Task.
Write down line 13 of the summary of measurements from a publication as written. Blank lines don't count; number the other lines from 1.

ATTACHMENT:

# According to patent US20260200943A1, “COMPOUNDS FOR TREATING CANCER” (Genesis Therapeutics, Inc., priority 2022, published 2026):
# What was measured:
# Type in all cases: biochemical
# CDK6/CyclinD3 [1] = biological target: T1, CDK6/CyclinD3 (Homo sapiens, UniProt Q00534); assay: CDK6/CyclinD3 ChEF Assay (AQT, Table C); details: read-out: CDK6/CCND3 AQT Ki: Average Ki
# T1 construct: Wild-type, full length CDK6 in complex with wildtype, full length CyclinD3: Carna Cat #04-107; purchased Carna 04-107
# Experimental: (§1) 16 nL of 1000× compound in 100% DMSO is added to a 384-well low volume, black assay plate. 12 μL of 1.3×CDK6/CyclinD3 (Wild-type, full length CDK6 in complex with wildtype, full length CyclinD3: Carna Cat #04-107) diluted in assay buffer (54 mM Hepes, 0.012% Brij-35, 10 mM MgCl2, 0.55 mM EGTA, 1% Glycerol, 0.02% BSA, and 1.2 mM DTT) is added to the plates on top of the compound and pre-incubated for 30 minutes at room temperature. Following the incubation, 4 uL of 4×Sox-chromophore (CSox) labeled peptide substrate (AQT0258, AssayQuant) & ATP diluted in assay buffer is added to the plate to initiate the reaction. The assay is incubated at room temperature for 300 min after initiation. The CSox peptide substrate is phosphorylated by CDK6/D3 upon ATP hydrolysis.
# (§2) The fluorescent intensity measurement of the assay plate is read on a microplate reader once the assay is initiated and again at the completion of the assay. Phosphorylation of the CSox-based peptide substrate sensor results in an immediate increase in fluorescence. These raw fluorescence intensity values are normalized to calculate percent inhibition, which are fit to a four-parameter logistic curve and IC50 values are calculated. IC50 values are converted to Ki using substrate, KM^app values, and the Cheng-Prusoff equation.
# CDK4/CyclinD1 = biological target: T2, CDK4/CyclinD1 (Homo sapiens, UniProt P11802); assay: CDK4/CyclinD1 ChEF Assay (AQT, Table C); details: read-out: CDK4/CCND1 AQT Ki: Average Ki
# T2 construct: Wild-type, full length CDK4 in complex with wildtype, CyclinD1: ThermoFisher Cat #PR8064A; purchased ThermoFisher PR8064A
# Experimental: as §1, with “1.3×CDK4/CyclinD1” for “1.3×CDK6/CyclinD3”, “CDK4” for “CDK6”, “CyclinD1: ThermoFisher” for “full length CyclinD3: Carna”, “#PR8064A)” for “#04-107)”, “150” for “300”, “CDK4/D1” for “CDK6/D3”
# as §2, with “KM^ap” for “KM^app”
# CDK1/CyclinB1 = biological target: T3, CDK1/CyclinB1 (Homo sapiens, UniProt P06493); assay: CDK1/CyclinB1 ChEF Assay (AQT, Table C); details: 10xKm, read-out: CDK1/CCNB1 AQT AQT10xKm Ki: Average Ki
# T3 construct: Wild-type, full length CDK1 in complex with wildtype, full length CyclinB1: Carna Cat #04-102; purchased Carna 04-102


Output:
# T3 construct: Wild-type, full length CDK1 in complex with wildtype, full length CyclinB1: Carna Cat #04-102; purchased Carna 04-102